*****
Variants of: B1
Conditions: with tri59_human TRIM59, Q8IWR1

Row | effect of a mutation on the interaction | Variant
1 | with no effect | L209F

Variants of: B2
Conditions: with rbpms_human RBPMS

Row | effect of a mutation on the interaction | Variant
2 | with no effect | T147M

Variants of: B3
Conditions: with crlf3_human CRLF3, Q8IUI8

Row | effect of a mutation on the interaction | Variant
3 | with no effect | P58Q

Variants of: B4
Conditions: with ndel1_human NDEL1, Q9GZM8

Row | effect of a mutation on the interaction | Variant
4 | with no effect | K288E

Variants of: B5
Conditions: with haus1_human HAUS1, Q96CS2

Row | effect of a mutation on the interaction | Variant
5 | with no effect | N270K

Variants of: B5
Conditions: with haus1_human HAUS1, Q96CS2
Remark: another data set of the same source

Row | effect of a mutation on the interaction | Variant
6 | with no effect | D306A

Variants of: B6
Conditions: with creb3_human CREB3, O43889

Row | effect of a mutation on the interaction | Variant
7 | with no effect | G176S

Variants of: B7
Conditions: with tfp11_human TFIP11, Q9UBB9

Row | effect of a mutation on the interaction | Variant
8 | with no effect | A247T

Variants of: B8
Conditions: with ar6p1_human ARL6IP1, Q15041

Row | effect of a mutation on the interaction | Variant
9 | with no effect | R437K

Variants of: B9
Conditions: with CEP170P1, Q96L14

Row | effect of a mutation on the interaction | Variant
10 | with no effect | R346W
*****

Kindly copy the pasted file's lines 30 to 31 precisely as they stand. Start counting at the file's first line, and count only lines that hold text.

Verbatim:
Variants of: B7
Conditions: with tfp11_human TFIP11, Q9UBB9